News of Dambala’s euthanasia broke during show jumping today at the Rolex Kentucky Three-Day Event, and Emily Cammock has provided more information to EN to explain the injury in detail, as well as the decision to euthanize the 15-year-old New Zealand Thoroughbred gelding.
It came down to a very poor prognosis for “Oscar,” who aggravated an old suspensory injury on cross country yesterday, where he completed the course with 11.2 time penalties before being withdrawn last night.
“Saturday evening, our vets were treating the injury as career ending. At that point, we felt that a recovery to a career as a pasture ornament might be manageable by leaving Oscar in the States. Plain Dealing Farm, where I spent some time as a groom in 2001, generously offered to provide a long-term home for Oscar, and we began making plans to transport him to Virginia,” Emily said.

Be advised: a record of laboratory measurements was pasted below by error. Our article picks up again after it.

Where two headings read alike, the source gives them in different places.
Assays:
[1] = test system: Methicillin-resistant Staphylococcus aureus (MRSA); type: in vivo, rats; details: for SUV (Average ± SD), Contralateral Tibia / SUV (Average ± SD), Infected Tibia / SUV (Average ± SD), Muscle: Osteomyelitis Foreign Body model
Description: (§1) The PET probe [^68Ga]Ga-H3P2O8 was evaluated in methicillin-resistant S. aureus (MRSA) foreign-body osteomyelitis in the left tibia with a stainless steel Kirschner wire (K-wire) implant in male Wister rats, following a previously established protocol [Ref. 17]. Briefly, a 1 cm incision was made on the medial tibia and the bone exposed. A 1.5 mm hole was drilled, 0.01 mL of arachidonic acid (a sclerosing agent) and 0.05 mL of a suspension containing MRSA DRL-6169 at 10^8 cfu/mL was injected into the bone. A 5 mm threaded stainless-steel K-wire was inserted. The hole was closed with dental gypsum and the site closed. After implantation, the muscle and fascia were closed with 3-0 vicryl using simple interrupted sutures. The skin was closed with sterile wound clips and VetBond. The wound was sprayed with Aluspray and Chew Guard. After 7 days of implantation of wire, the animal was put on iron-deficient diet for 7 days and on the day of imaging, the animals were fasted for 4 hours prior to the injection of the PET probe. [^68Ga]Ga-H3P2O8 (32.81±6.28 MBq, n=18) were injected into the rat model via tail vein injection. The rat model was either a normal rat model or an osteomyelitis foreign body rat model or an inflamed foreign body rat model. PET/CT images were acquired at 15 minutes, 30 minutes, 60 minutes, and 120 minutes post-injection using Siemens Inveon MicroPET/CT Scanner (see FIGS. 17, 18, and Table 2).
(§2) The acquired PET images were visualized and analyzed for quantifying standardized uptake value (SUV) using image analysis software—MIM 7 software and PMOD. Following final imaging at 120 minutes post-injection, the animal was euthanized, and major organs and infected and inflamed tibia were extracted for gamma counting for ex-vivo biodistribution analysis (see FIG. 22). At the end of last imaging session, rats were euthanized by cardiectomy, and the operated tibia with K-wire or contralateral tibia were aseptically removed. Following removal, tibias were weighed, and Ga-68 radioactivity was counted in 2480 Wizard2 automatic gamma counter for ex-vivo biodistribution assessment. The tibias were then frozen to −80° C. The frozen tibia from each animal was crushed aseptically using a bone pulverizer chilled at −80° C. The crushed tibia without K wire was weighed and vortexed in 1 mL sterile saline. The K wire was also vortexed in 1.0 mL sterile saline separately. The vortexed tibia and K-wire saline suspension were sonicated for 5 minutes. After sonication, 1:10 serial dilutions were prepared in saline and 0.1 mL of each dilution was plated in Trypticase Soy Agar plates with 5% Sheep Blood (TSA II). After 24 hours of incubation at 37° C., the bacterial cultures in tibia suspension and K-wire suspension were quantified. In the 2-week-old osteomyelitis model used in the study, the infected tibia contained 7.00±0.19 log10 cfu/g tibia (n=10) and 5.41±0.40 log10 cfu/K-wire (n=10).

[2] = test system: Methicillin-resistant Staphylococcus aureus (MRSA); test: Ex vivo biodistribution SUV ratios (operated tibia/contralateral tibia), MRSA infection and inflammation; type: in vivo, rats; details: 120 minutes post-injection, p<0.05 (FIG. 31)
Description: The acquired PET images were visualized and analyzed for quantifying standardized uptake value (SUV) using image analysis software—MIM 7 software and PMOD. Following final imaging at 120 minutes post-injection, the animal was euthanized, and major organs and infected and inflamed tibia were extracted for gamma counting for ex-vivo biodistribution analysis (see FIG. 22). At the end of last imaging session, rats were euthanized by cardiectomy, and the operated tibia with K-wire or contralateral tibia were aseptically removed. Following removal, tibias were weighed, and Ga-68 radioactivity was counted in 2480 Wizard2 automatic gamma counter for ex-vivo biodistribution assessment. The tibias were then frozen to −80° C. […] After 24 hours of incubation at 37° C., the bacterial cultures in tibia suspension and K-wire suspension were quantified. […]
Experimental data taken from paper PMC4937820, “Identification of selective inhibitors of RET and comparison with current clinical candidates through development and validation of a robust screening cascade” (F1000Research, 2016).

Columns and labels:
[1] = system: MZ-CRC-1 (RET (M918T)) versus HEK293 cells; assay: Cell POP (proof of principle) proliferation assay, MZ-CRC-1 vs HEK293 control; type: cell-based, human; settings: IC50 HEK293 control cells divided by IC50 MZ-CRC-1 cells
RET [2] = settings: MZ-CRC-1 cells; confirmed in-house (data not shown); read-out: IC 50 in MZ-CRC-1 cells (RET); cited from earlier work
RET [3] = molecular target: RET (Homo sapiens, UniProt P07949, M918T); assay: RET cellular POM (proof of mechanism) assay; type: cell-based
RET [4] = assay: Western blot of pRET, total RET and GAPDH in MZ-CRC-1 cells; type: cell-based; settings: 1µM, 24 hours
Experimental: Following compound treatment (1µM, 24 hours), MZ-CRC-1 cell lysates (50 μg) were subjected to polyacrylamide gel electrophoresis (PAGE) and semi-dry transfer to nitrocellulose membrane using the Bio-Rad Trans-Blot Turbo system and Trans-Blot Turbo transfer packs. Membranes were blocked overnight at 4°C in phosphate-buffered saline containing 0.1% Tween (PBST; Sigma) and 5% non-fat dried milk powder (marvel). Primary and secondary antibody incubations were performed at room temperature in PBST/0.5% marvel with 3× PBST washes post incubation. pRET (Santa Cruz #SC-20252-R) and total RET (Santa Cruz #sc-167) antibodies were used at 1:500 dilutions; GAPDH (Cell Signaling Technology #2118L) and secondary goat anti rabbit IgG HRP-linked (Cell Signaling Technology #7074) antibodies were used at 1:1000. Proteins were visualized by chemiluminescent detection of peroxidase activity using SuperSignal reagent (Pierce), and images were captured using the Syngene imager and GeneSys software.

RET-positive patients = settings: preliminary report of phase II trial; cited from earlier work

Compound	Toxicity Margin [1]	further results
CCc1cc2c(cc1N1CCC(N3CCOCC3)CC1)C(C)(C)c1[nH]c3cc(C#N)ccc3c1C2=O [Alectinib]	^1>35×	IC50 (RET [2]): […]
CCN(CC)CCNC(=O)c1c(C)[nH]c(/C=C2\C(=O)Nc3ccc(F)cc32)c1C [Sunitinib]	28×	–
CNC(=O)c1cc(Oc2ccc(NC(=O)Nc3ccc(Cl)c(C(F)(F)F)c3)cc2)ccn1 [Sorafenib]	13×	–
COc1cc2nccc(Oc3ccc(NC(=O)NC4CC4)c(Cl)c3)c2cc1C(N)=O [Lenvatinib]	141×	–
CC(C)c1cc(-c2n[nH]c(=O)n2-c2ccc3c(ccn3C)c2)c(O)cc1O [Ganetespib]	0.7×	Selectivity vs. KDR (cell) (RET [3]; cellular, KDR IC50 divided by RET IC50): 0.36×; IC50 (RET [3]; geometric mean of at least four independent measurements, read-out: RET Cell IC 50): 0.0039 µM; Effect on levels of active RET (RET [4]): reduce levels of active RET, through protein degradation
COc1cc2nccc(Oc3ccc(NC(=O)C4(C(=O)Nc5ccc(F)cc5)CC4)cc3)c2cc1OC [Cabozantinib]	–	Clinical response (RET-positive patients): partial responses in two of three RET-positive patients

“But when we took the bandage off this morning, it was clear that no support was left in the suspensory structure. I couldn’t even pick up his other leg. Oscar is a wild man who has never been able to rehab in a box (horse stall). The vets said that he would never be sound in retirement and that his quality of life would be compromised, even if he could somehow make it through rehab. He is not a horse to stand around.”
Addressing concerns over the decision to euthanize Oscar, which have peppered social media all afternoon, Emily said: “If I thought that sending him to Plain Dealing Farm to attempt retirement was the best option, I would have done that.”
Emily is no stranger to lengthy periods of rehabilitation, as her 2008 Olympic hopeful Southern Ben sustained a tendon injury at Bramham that year, after which she flew him home to New Zealand and rehabbed him for two years.
She added that she did not think the slippery footing or Derek di Grazia’s cross country course are to blame for the injury.
“I want to say that the jumps and course were beautifully designed and built with emphasis on safety of the horse and rider,” Emily said. “The ground crew did a great job maintaining the footing in testing conditions. I want to thank the event, my vets and my team for their support.”
Our hearts are broken for Emily, who flew Oscar here from New Zealand to compete in his first CCI4*, after which she planned to sell him in the States.
Jenni Autry contributed to this report.